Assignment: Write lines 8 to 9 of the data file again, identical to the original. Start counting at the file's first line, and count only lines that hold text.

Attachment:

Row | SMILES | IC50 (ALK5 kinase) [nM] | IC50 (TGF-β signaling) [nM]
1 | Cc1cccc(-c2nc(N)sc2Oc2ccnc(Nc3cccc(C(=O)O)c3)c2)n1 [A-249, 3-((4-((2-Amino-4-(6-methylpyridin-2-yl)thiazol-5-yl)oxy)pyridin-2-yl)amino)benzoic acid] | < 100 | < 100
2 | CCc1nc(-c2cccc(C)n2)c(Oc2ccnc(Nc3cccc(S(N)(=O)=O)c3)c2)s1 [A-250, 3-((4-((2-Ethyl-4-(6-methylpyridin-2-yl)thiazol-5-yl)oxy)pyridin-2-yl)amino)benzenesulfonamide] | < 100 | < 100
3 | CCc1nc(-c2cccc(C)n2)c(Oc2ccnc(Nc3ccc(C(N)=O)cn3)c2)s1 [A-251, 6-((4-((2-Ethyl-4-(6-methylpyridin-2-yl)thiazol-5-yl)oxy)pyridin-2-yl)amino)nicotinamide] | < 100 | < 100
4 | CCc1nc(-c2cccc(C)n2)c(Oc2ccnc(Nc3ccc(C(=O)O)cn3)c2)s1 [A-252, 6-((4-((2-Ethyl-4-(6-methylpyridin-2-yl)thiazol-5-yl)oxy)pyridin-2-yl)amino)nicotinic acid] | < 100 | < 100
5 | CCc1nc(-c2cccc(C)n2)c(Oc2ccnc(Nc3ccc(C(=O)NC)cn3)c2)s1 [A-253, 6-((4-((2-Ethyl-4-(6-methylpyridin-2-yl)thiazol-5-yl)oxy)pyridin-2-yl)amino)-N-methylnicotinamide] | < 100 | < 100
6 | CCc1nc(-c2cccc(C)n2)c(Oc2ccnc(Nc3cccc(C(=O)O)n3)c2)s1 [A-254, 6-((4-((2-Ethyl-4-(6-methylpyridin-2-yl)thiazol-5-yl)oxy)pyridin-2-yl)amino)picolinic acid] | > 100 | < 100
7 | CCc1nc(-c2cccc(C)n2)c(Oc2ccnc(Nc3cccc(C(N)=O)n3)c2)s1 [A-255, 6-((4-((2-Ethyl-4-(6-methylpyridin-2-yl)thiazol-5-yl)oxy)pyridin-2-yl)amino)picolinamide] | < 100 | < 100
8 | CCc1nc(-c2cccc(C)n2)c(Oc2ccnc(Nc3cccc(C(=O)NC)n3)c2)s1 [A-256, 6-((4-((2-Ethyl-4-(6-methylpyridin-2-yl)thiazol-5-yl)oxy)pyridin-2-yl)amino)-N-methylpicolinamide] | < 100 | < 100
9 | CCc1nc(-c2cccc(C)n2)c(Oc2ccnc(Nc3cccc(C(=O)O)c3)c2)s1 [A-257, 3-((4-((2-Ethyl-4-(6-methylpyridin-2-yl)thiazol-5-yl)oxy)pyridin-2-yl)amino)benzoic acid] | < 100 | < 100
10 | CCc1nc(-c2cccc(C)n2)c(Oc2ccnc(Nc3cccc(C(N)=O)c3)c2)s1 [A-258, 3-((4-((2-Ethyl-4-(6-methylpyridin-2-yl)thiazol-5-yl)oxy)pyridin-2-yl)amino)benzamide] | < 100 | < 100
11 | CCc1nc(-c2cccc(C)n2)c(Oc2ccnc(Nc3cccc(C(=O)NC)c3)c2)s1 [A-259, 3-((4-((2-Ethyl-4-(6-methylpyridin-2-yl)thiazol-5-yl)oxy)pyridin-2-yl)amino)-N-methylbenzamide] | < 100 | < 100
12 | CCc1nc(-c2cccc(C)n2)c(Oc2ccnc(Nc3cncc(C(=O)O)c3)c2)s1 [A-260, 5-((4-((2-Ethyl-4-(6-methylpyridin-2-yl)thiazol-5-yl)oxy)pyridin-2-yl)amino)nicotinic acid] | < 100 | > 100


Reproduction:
7 | CCc1nc(-c2cccc(C)n2)c(Oc2ccnc(Nc3cccc(C(N)=O)n3)c2)s1 [A-255, 6-((4-((2-Ethyl-4-(6-methylpyridin-2-yl)thiazol-5-yl)oxy)pyridin-2-yl)amino)picolinamide] | < 100 | < 100
8 | CCc1nc(-c2cccc(C)n2)c(Oc2ccnc(Nc3cccc(C(=O)NC)n3)c2)s1 [A-256, 6-((4-((2-Ethyl-4-(6-methylpyridin-2-yl)thiazol-5-yl)oxy)pyridin-2-yl)amino)-N-methylpicolinamide] | < 100 | < 100